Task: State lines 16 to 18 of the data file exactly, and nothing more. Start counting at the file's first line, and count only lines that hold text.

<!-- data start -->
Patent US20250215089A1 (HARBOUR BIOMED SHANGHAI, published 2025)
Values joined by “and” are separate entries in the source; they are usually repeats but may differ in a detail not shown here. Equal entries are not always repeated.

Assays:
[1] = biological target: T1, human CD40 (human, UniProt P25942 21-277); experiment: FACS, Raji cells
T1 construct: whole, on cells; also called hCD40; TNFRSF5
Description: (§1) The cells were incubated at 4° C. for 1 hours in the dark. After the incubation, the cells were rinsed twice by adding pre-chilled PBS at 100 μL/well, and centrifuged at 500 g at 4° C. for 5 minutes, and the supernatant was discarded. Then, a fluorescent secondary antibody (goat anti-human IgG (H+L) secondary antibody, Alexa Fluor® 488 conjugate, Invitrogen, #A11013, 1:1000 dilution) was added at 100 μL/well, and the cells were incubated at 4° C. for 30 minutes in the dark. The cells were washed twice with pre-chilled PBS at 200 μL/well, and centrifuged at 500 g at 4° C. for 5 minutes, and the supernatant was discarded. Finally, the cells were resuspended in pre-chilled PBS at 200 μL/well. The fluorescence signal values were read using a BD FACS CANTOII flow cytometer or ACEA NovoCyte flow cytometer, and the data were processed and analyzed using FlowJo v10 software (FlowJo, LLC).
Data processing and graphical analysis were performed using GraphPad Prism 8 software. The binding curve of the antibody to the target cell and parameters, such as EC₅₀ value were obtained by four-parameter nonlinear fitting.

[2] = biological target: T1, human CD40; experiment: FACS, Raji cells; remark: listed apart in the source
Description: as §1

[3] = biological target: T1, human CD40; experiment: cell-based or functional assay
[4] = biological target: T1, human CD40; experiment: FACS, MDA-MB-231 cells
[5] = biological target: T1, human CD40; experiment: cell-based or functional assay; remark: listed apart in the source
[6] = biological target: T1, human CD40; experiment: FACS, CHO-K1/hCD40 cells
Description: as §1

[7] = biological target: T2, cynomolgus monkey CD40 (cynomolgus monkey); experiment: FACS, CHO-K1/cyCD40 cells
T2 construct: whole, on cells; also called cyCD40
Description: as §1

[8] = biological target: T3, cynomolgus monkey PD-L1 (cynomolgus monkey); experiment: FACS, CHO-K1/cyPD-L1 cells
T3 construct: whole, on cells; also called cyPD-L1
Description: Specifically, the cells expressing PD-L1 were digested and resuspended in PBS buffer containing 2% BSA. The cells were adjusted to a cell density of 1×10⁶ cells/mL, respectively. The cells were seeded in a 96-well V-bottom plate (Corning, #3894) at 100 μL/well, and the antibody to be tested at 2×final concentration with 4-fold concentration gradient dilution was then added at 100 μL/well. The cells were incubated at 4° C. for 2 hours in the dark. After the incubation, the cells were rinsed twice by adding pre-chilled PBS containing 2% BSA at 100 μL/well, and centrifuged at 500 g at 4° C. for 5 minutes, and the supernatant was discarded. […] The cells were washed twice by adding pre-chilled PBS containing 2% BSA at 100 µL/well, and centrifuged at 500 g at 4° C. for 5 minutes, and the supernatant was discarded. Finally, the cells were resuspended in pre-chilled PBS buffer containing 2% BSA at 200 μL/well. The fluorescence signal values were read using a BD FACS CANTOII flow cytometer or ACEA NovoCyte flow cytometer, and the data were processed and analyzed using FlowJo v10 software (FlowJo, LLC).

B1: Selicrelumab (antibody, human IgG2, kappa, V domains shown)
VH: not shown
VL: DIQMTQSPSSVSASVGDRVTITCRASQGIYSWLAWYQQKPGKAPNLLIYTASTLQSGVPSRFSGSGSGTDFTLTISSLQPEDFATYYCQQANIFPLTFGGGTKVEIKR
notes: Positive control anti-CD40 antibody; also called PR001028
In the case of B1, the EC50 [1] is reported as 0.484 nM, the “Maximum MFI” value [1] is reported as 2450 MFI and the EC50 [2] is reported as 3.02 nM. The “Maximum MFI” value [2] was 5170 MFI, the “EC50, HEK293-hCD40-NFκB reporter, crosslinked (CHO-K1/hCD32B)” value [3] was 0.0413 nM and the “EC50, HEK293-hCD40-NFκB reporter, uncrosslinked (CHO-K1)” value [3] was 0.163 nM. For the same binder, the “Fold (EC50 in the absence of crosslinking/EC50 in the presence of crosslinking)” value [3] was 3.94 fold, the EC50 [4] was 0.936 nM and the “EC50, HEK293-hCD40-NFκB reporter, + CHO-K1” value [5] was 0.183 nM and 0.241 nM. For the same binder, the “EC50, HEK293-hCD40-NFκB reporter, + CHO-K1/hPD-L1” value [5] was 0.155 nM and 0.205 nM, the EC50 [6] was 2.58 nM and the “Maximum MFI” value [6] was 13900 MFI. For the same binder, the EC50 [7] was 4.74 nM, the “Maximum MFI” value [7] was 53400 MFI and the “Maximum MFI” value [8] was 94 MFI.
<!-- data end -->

T2 construct: whole, on cells; also called cyCD40
Description: as §1

[8] = biological target: T3, cynomolgus monkey PD-L1 (cynomolgus monkey); experiment: FACS, CHO-K1/cyPD-L1 cells